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Blocked Crossings: How One City Avoided Costly Infrastructure Projects with Innovative Technology and Partnerships

Richard Lower, Chief of Staff for New Haven, IN, presents on how the community was able to leverage innovation and partnerships to overcome their pervasive blocked crossing challenges.



Britni Eisenmann: Richard Lower is Chief of Staff for the city of New Haven, Indiana. He works with his team to find solutions to their railtown issues when grade separation is not possible, which may or may be the case for some of you as well! While new to local government, Richard has a background in service to the country having recently retired from the US Army after 21 years of enlisted service.


Richard Lower: Thank you Britni, and thank you everyone for being here today for providing me the time to speak and share the city of New Haven's story. We hope to contribute towards helping others find practical, affordable solutions when, as Britni mentioned, grade separation is not always a possibility. And so, we want to stress that in those situations, you're looking at innovation and partnerships. And that's what I'll be talking about a little bit more here as we go into my presentation.


Richard: New Haven is a small city of approximately 16,000 people in northeastern Indiana, just southeast of Fort Wayne. And, of course, Indiana enjoying a position in America as the crossroads of America. So, lots of rail activity, a big history of transportation activity in the state and particularly the New Haven, Fort Wayne area. So, that begins with the Maumee River, which runs through New Haven and connects to the Great Lakes. We then have a history of transportation with Lincoln Highway when that road originally opened up, bringing that transportation and freight through, and then of course with the railroads. Primarily we deal with Norfolk Southern. They are the owners and operators of the rails and the tracks running through the city.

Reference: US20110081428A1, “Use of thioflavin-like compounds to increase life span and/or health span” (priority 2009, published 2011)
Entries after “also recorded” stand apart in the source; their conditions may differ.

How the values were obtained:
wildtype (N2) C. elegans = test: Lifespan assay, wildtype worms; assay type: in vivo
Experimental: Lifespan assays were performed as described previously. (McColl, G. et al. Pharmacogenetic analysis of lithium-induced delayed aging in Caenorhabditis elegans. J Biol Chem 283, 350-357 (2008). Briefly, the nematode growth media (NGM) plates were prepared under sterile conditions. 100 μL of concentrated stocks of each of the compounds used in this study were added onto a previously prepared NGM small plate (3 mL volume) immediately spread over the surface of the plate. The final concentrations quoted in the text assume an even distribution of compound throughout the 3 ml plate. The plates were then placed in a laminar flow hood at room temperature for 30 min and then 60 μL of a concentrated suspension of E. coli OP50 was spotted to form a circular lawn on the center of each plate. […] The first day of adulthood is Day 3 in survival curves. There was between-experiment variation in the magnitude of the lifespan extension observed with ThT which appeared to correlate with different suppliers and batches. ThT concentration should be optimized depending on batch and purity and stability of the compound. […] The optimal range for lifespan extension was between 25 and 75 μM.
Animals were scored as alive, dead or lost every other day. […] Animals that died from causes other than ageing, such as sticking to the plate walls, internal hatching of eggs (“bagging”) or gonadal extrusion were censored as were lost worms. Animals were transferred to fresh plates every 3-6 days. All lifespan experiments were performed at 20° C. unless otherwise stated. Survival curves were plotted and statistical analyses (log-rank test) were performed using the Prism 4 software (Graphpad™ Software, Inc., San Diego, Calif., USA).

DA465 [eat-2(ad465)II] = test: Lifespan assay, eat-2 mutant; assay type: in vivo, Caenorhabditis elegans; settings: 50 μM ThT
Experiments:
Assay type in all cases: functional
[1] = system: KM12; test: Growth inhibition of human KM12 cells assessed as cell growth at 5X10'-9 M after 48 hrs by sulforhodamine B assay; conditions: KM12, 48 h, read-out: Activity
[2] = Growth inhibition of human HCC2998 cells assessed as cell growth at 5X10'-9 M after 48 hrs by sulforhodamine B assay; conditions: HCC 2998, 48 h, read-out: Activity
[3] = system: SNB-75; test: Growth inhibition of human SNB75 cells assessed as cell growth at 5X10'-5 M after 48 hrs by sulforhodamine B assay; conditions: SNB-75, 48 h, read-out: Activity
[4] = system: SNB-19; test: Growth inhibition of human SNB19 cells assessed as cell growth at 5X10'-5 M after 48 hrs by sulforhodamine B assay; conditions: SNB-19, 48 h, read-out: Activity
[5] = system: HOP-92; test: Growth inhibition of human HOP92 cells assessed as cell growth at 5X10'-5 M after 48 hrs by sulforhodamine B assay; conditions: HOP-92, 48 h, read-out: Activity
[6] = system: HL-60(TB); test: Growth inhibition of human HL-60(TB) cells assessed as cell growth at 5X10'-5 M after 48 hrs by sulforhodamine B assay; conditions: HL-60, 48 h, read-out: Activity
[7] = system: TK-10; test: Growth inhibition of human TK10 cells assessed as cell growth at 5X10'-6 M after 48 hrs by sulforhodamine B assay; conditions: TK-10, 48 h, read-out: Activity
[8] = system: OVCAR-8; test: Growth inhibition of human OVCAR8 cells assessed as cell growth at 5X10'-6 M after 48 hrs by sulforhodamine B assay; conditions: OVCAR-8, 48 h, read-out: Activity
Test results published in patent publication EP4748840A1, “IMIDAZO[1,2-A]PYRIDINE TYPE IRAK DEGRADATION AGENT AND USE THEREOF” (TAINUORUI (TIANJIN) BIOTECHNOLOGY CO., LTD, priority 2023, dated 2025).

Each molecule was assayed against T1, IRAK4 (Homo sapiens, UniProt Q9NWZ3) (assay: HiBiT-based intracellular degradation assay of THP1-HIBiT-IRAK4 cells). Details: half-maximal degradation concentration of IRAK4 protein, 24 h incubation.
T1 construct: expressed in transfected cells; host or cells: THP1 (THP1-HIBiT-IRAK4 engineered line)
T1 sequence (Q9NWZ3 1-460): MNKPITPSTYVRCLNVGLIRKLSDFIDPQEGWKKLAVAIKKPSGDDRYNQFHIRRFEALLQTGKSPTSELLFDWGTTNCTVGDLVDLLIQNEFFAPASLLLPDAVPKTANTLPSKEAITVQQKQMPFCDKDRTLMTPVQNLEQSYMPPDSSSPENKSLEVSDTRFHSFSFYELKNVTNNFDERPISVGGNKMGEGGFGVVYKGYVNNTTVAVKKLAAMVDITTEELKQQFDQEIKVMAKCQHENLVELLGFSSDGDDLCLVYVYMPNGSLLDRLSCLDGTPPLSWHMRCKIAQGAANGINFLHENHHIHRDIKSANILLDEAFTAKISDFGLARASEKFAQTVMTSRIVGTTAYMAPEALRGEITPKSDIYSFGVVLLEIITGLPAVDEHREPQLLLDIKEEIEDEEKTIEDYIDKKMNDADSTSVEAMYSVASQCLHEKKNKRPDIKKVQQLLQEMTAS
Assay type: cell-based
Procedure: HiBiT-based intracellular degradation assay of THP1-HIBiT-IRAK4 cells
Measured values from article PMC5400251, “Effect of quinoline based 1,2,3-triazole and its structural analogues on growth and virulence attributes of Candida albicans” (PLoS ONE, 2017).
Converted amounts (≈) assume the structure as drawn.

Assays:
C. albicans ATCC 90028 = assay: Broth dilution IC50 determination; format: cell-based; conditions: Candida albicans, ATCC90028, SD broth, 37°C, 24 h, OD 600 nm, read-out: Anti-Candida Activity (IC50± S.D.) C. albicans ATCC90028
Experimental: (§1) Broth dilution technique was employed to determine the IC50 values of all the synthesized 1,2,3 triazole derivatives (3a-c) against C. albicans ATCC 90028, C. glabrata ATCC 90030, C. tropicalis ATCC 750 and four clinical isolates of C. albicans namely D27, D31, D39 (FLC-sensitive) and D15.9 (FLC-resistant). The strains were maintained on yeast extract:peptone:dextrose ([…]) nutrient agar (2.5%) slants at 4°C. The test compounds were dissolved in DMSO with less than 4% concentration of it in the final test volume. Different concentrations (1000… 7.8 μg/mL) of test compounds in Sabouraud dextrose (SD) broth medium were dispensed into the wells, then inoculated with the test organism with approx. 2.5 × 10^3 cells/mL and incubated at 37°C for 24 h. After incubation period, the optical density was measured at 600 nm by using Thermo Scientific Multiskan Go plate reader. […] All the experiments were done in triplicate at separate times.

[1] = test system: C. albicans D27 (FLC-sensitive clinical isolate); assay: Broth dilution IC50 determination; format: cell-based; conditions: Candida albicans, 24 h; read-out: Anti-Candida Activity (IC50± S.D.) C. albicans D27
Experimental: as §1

Richard: So, this is a screenshot of the city of New Haven as seen from above. You will see the green building in the south central part of the map, that is City Hall. And of course to our Northeast, you see Broadway Street, the main road that runs through our downtown area. And then right there is our major crossing point that Norfolk Southern crosses through. So, the reason they're going to and fro is that to our west, you can't see it here, there is a Norfolk Southern rail yard. So this the situation that we're in, right, this is the reality that we're dealing with. The railroad was here first, we built the city on top of their tracks, so you know, gotta own your part of it! And you'll see of course to our west there, High Street also is a crossing point. We do have two points provided to the citizens that they can use to go over where grade separation was possible. To our East is interstate bypass US 469, which runs north-south. And then to our west is Maplecrest [Road]. So, we do have those options there for great separation opportunities.


Richard: When we decided to, some time ago, do a study and talk about the possibility of grade separation in our downtown area, we very quickly realized it was financially and practically an impossibility. So, in the red you will see the Norfolk Southern right-of-way. Right? We have to honor respect that space, that's the way it is. When we sat down and looked at what we thought would be an aggressive slope that would be within, technically, the compliance of the Americans with Disabilities Act, you see the work that would have to be done in purple there, in those purple lines and boxes. So, right there off the bat, that's most of our downtown area gone, north of that right of way and to the south we're losing a lot as well. And, let's not only talk about the single grade separation we have there getting over the right of way and the track. Look at the work that would have to be done on the adjoining streets. Right? The west and the east-bound streets. So, I mean, financially and practically, this was an impossibility. When we look at something that's a little bit more in the spirit of the law with ADA, that's the yellow boundary taking it even further. Right? And so, in that case, we basically just lose the entirety of downtown and we end up in a park just south of us. [You] can read the facts here, I won't read the slide back to you, but we just lose so much if we decide to pursue great separation on top of all of the financial costs associated with it.